|ZFIN ID: ZDB-PUB-180324-8|
The age of heterozygous telomerase mutant parents influences the adult phenotype of their offspring irrespective of genotype in zebrafish.
Scahill, C.M., Digby, Z., Sealy, I.M., White, R.J., Collins, J.E., Busch-Nentwich, E.M.
|Source:||Wellcome open research 2: 77 (Journal)|
|Registered Authors:||Busch-Nentwich, Elisabeth, Stemple, Derek L.|
|Keywords:||Tert, age, sex, telomerase, telomere length, zebrafish|
|PubMed:||29568807 Full text @ Wellcome Open Res|
Scahill, C.M., Digby, Z., Sealy, I.M., White, R.J., Collins, J.E., Busch-Nentwich, E.M. (2017) The age of heterozygous telomerase mutant parents influences the adult phenotype of their offspring irrespective of genotype in zebrafish.. Wellcome open research. 2:77.
Background Mutations in proteins involved in telomere maintenance lead to a range of human diseases, including dyskeratosis congenita, idiopathic pulmonary fibrosis and cancer. Telomerase functions to add telomeric repeats back onto the ends of chromosomes, however non-canonical roles of components of telomerase have recently been suggested.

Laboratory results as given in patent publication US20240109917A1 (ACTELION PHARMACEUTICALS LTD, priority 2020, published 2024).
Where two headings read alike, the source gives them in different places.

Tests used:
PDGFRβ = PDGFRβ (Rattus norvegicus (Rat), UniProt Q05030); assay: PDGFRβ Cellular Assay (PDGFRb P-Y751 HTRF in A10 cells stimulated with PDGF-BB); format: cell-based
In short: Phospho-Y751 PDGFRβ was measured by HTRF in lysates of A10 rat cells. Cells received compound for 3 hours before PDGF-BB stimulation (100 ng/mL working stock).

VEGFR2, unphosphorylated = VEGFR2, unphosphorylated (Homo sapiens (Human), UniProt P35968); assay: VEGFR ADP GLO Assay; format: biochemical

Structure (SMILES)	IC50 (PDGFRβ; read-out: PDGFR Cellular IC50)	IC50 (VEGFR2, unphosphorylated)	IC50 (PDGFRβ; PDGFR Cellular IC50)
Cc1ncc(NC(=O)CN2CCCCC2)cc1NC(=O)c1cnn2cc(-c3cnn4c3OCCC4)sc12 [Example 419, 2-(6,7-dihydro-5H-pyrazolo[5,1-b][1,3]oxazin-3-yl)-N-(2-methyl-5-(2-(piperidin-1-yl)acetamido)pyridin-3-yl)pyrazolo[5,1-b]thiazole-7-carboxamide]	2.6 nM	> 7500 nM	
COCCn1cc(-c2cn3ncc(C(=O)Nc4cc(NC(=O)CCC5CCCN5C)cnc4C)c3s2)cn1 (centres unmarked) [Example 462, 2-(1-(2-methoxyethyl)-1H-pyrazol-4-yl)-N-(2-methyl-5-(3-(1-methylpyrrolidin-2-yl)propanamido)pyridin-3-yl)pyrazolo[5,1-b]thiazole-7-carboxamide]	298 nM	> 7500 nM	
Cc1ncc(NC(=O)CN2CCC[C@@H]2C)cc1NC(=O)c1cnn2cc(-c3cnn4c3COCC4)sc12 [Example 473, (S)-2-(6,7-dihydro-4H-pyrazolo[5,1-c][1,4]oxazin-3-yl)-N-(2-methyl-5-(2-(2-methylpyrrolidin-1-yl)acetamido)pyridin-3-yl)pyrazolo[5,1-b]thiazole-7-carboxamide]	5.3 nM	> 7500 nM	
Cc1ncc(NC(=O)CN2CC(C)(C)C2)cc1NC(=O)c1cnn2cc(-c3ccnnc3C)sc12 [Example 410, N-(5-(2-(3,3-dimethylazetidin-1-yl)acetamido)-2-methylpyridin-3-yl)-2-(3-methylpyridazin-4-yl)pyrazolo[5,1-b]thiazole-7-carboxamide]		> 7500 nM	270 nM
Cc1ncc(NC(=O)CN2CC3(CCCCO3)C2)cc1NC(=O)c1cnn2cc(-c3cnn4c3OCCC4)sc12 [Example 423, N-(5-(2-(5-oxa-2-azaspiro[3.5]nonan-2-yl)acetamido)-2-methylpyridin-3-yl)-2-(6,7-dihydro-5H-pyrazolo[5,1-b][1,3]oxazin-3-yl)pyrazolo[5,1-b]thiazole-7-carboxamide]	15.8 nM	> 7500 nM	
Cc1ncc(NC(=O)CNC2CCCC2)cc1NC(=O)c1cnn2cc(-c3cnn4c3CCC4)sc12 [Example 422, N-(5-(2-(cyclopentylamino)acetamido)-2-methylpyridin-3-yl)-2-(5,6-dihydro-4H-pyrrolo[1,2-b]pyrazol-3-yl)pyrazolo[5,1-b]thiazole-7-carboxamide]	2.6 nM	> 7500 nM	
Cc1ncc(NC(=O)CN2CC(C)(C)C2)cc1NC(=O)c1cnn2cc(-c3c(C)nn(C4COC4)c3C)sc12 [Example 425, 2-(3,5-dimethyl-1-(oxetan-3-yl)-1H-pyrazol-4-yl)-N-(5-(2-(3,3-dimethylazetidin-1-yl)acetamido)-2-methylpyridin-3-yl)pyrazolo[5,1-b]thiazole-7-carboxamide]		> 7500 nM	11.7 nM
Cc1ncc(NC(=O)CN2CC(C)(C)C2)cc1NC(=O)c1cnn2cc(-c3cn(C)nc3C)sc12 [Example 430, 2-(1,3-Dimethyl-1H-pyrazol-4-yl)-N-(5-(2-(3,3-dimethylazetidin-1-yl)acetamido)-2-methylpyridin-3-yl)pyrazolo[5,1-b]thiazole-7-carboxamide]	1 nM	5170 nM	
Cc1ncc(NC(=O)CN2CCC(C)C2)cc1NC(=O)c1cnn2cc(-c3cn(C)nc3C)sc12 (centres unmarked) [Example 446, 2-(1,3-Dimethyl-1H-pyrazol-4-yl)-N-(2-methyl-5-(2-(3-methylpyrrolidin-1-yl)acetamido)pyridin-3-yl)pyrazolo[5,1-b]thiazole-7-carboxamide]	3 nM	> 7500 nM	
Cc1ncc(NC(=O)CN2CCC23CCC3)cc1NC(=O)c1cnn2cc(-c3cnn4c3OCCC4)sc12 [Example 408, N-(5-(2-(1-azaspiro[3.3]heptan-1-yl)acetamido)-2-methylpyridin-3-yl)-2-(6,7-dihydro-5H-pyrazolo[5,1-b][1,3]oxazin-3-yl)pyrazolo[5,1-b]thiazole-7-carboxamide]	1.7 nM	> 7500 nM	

Methods Here we use a zebrafish telomerase mutant which harbours a nonsense mutation in tert to investigate the adult phenotypes of fish derived from heterozygous parents of different ages. Furthermore we use whole genome sequencing data to estimate average telomere lengths.
Results We show that homozygous offspring from older heterozygotes exhibit signs of body wasting at a younger age than those of younger parents, and that offspring of older heterozygous parents weigh less irrespective of genotype. We also demonstrate that tert homozygous mutant fish have a male sex bias, and that clutches from older parents also have a male sex bias in the heterozygous and wild-type populations. Telomere length analysis reveals that the telomeres of younger heterozygous parents are shorter than those of older heterozygous parents.
Conclusions These data indicate that the phenotypes observed in offspring from older parents cannot be explained by telomere length. Instead we propose that Tert functions outside of telomere length maintenance in an age-dependent manner to influence the adult phenotypes of the next generation.